So at APHL, we really try to have programs understand the compliance constraints that we operate under and to have operations understand the programmatic pressures. When we have that understanding and respect, we are able to work together to find solutions that will work for both groups—and that I think is operational excellence.
You’ve had a long career at APHL. Tell us more about what’s kept you engaged there for two full decades.
APHL is a vibrant, constantly changing organization. When I started at APHL we had about $4 million in revenue and about 25 staff. Now, we are $40+million, and close to 150 employees when you factor in our international field offices. In my tenure, I have helped with an initiative to change our name, we have changed our membership structure at least three times, I have been involved in countless lease negotiations and buildouts, and now I am building our international operations capacity. I was hired as the controller with a staff of 1 person. I now oversee 10 different areas of the organization with 10 direct reports and a total staff of almost 30.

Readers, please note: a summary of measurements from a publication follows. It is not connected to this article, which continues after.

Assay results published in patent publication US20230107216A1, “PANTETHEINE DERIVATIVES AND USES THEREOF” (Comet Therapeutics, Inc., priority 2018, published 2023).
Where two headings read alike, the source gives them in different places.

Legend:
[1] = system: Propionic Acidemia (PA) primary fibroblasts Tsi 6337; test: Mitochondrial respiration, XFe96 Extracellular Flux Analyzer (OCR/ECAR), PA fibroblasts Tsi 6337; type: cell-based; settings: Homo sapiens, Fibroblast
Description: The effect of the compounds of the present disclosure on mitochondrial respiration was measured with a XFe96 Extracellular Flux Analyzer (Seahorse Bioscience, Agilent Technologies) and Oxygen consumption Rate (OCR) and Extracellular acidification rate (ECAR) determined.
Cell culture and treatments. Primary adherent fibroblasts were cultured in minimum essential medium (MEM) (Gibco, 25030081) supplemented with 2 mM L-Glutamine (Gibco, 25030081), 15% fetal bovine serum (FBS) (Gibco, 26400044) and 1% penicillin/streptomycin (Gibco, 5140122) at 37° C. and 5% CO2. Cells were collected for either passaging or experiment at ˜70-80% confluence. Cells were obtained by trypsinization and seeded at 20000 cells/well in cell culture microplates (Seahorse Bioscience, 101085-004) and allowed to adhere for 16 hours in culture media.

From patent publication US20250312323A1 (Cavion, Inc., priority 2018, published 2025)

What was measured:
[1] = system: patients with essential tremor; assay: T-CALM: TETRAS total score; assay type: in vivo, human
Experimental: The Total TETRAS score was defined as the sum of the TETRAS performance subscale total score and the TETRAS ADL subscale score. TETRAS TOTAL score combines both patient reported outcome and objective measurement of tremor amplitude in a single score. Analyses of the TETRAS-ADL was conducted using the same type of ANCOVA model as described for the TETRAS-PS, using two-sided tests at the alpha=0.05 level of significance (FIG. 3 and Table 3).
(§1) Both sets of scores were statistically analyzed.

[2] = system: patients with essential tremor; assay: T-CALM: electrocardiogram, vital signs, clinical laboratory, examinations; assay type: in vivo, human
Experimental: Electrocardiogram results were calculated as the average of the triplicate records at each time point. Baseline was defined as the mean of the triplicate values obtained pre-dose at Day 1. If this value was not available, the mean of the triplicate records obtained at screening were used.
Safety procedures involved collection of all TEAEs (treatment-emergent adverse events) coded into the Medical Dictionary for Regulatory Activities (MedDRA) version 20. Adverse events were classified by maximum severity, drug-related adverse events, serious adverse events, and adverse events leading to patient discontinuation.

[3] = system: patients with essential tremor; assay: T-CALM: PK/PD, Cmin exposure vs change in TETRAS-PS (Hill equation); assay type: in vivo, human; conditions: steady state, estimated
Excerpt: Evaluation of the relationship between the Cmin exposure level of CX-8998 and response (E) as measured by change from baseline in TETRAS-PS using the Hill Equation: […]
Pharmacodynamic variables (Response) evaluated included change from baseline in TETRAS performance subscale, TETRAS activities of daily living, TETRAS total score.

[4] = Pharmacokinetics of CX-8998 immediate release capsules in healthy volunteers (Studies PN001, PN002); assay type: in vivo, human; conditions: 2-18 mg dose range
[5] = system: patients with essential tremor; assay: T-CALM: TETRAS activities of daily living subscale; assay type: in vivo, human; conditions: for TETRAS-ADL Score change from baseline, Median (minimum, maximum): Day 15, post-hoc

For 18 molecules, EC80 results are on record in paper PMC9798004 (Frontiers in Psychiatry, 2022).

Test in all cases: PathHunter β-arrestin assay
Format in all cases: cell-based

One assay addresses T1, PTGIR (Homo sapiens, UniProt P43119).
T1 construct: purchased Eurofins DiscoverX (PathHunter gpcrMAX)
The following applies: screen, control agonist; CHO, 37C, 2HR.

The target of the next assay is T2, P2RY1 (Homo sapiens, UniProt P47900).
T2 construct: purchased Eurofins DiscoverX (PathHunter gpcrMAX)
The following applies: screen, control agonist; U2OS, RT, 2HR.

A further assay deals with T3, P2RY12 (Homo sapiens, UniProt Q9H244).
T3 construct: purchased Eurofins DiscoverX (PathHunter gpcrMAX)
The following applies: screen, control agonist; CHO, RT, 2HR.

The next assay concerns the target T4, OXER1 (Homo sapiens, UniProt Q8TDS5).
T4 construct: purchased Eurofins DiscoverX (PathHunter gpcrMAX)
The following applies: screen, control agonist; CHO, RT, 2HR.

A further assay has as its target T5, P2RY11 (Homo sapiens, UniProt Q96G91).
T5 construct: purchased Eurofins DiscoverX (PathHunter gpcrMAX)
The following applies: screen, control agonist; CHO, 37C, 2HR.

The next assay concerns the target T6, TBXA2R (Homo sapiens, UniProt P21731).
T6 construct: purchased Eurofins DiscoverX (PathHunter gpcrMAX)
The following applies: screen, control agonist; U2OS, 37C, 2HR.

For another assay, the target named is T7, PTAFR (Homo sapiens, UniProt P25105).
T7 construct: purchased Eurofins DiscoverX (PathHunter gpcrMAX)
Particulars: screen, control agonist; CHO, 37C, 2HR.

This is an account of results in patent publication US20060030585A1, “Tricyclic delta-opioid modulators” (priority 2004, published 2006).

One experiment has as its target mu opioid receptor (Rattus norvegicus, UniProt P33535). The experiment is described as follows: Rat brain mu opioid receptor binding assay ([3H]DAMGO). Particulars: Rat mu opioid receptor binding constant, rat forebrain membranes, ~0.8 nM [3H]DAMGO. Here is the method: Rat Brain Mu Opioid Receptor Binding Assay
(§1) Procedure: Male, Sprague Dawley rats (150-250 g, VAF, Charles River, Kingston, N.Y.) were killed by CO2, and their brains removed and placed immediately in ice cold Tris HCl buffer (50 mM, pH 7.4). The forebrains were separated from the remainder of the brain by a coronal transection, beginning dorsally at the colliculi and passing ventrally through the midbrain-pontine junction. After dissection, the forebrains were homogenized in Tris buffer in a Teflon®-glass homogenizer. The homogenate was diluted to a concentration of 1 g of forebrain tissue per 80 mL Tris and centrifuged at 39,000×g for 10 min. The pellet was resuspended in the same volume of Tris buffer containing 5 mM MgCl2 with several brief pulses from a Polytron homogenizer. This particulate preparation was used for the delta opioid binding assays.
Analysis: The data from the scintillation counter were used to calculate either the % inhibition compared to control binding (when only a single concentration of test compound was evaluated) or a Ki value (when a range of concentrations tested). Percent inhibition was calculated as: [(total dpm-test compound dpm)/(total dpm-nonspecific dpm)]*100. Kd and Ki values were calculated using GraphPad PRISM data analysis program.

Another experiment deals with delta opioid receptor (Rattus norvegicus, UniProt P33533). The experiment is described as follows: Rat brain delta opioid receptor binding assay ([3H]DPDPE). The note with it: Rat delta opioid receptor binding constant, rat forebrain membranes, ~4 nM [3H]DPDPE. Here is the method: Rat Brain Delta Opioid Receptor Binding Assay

APHL and its members have been on the front lines of most of the major public health events in recent memory: the Anthrax letters, H1N1, Ebola, Zika, and too many foodborne outbreaks to name. We are on the cutting edge of public health genomics and public health informatics and bioinformatics. And we are taking this expertise and applying it in resource-constrained settings. Honestly, just when I think I’ve mastered everything there is to know in my role, I find something new to learn. So for me it really boils down to the fact that I work with great people, doing rewarding work in a constantly challenging environment.
What do you perceive as the value of InsideNGO membership for your organization?
Our international program is very small by NGO standards; we have around 30 HQ and field staff. So for us, the willingness of other organizations to share experiences and stories is invaluable. APHL’s “home” is the governmental public health space—and we are viewed as a leader in that space. However, we still have a lot to learn in the international NGO space and the knowledge that InsideNGO and its members share through the various platforms has been invaluable to me and our staff.